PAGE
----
Defeats in football are often described as agonising. But agony, to be really convincing, must be extended, unrelieved and built towards a decisive peak. Ideally, agony should look a bit like this.
There was a rare kind of pain here for Liverpool and for Jürgen Klopp, who, as Jota was sent off, was standing on the touchline ready to send on Darwin Núñez, but ended up just clutching hold of his arm, pummelling it vaguely, then shoving him back towards the bench. Define a bad day on the road. Let’s see. Start with two red cards, one of them a little harsh and interventionist, an example of yet more unnecessary Big Refereeing Energy.
Chuck in a goal incorrectly disallowed for a micro-offside just when you thought you’d taken the lead against the head. Add one draining, doomed defensive rearguard. Plus, of course, a goal conceded to lose the game 2-1 in the sixth minute of added time. Actually, make that an own goal. Oh. And there’s a train strike.
This was still a wonderful football match. It was a significant victory for Tottenham, who probed and nibbled at Liverpool’s 10, then nine men for the whole second half, who seemed destined for a pyrrhic point, but found enough edge, and blood and luck, to press their case right at the death. Happy teams tend to win this kind of game.
For Liverpool the game will continue to revolve around two refereeing decisions. First, Luis Díaz’s offside goal, which was simply a bodge and a fudge, VAR failing to re-award the goal when it turned out that Díaz was very clearly onside. The PGMOL ended the evening issuing an apology to Liverpool for what was a really dreadful, game-altering mistake.
It still seems strange that so much of the exhausting debate around VAR seems to boil down to basic issues of competence. These are professionally trained officials unable to manipulate their own technology, and to make a correct, very obvious call on one of the few things that always happens in every game. It doesn’t have to be like this. Imagine if these people were in charge of air traffic control.
But in a way the mistake for Díaz’s goal was easier to understand because it was simply an error. The sending-off of Curtis Jones in the 26th minute was more puzzling, and indeed more representative of the issues with subjectivity around VAR, the illusion of precision or objective truth.
This was a very modern kind of red card: a red card that wasn’t obviously unfair or incorrect; but which also wasn’t obviously correct or fair. It was a red card that happened because the tools exist to call it into being. And because refereeing a football match has now become an active pursuit, the refereeing cadre mob-handed and tooled-up, poised with its finger on the button.
As Klopp pointed out afterwards, it was a slow-motion red card. Initially Simon Hooper awarded a foul and a yellow card as Jones tackled Yves Bissouma at close quarters. Hooper was duly summoned to the VAR screen and shown initially a freeze frame of the contact, followed by repeated slow motion replays of Bissouma’s ankle turning over.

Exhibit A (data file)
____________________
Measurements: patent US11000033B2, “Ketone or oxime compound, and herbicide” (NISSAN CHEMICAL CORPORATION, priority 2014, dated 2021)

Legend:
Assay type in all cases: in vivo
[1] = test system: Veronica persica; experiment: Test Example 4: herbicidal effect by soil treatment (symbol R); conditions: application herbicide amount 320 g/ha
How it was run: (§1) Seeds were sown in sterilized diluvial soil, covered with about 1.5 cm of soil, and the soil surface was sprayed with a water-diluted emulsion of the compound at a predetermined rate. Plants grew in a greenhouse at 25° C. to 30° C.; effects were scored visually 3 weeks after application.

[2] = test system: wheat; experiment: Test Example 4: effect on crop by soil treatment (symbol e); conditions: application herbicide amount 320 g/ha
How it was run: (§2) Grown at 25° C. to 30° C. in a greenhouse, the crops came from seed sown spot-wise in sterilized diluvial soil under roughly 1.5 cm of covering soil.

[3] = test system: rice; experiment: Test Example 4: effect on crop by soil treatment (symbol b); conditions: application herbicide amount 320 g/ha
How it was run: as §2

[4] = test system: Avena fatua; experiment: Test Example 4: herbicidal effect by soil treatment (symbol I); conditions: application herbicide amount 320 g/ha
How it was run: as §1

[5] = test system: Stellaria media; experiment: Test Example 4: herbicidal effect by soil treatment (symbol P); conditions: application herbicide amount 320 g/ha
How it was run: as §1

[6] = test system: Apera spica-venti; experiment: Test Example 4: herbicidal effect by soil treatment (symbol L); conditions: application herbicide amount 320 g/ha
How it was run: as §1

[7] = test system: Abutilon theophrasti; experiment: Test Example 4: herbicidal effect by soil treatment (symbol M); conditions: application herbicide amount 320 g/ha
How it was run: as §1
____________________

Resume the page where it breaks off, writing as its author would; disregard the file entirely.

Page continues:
This seems misleading in itself, unrepresentative of how sport happens in real time. Jones’s foot was off the ground, but it also slid over the top of the ball at high speed in a tiny space, end point of micro-calculations made, brain and limbs and moving ball triangulated. It was mistimed and overeager. But his foot was also touching the ball when he made contact with Bissouma’s ankle. And we know how this works. Freeze frame any incident, slow it down, it will instantly ooze guilt. Looking up from Bissouma’s ankle you half expected to see a mystery man with a trilby behind the fence by the railroad tracks, a puff of dust on the grassy knoll.
But then, this is just how the system is designed to work, an example of the new active refereeing, of approaching your role with Main Character Syndrome. Would anyone have cared, or gone back to that moment, if a yellow card had been deemed enough?
There was something equally grim in the stadium feed showing the challenge on the massive screen as Jones left the pitch, ensuring howls and pantomime horror. Here we had television interfering with the real-time experience, directing the reactions of the crowd.
It was, in between all of this, an excellent game of football. Spurs took the lead with a goal from Son Heung-min made by a wonderful pass from James Maddison, perfectly calibrated with speed and fade, like a shot rolled up the green towards the hole, almost stopping by the time Richarlison sprinted on to it.
Cody Gakpo equalised before half-time. With 69 minutes gone Diogo Jota picked up a second yellow card, leaving Liverpool to play out the game a 5-3-0 formation. It felt like it might be enough, right up until Tottenham’s final attack, the ball deflected into his own net by Joël Matip, who crumpled on the spot like a gut-shot cowboy, the night of agonies complete.
• This article was amended on 6 October 2023. Darwin Núñez was being readied to come on when Jota was sent off, not when Spurs scored their winning goal as an earlier version said.